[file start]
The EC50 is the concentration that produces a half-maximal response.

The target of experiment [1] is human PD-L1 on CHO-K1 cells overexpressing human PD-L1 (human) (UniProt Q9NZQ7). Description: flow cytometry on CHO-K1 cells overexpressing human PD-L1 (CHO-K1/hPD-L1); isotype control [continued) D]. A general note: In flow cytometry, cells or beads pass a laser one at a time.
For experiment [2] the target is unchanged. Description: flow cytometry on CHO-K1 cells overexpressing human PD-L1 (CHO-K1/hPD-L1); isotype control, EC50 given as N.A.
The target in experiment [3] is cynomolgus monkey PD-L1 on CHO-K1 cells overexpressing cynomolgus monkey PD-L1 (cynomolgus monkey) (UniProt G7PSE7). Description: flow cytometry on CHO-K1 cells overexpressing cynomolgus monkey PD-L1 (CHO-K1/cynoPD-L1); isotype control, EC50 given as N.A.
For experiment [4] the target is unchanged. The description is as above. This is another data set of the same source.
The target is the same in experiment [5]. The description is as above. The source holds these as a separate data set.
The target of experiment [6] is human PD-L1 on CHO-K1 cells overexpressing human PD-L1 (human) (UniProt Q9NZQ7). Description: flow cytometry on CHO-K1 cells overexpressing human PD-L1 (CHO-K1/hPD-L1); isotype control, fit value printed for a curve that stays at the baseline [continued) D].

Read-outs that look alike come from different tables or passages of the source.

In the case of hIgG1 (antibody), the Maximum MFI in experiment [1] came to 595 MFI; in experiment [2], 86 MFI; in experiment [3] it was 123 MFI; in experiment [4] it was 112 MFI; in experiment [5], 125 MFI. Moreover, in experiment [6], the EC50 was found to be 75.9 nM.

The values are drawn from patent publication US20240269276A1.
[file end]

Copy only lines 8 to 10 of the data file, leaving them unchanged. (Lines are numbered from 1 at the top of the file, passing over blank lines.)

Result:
Read-outs that look alike come from different tables or passages of the source.

In the case of hIgG1 (antibody), the Maximum MFI in experiment [1] came to 595 MFI; in experiment [2], 86 MFI; in experiment [3] it was 123 MFI; in experiment [4] it was 112 MFI; in experiment [5], 125 MFI. Moreover, in experiment [6], the EC50 was found to be 75.9 nM.

The values are drawn from patent publication US20240269276A1.